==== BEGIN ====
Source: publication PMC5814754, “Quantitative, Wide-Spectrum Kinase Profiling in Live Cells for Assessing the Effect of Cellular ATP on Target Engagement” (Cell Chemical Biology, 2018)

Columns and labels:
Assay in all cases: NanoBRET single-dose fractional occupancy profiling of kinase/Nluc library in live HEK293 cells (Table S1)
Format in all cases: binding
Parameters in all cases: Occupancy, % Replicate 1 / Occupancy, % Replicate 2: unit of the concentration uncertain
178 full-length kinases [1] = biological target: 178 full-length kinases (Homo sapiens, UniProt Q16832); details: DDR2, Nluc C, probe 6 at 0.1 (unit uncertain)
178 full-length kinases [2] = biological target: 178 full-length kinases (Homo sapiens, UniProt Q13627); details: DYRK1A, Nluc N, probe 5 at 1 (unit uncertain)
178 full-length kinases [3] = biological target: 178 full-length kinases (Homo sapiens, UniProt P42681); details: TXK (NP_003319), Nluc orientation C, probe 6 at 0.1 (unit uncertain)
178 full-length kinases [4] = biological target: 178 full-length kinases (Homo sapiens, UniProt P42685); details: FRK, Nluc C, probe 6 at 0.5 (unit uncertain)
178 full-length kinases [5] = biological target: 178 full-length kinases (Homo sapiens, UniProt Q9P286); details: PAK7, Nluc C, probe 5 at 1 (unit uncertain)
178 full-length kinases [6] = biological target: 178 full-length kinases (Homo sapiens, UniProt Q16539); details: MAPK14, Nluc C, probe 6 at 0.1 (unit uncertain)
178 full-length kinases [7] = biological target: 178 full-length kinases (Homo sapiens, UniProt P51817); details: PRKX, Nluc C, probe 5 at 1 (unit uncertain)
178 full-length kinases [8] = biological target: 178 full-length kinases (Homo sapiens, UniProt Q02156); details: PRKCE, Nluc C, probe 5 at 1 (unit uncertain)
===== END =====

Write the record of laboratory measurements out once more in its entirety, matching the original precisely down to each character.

Source: publication PMC5814754, “Quantitative, Wide-Spectrum Kinase Profiling in Live Cells for Assessing the Effect of Cellular ATP on Target Engagement” (Cell Chemical Biology, 2018)

Columns and labels:
Assay in all cases: NanoBRET single-dose fractional occupancy profiling of kinase/Nluc library in live HEK293 cells (Table S1)
Format in all cases: binding
Parameters in all cases: Occupancy, % Replicate 1 / Occupancy, % Replicate 2: unit of the concentration uncertain
178 full-length kinases [1] = biological target: 178 full-length kinases (Homo sapiens, UniProt Q16832); details: DDR2, Nluc C, probe 6 at 0.1 (unit uncertain)
178 full-length kinases [2] = biological target: 178 full-length kinases (Homo sapiens, UniProt Q13627); details: DYRK1A, Nluc N, probe 5 at 1 (unit uncertain)
178 full-length kinases [3] = biological target: 178 full-length kinases (Homo sapiens, UniProt P42681); details: TXK (NP_003319), Nluc orientation C, probe 6 at 0.1 (unit uncertain)
178 full-length kinases [4] = biological target: 178 full-length kinases (Homo sapiens, UniProt P42685); details: FRK, Nluc C, probe 6 at 0.5 (unit uncertain)
178 full-length kinases [5] = biological target: 178 full-length kinases (Homo sapiens, UniProt Q9P286); details: PAK7, Nluc C, probe 5 at 1 (unit uncertain)
178 full-length kinases [6] = biological target: 178 full-length kinases (Homo sapiens, UniProt Q16539); details: MAPK14, Nluc C, probe 6 at 0.1 (unit uncertain)
178 full-length kinases [7] = biological target: 178 full-length kinases (Homo sapiens, UniProt P51817); details: PRKX, Nluc C, probe 5 at 1 (unit uncertain)
178 full-length kinases [8] = biological target: 178 full-length kinases (Homo sapiens, UniProt Q02156); details: PRKCE, Nluc C, probe 5 at 1 (unit uncertain)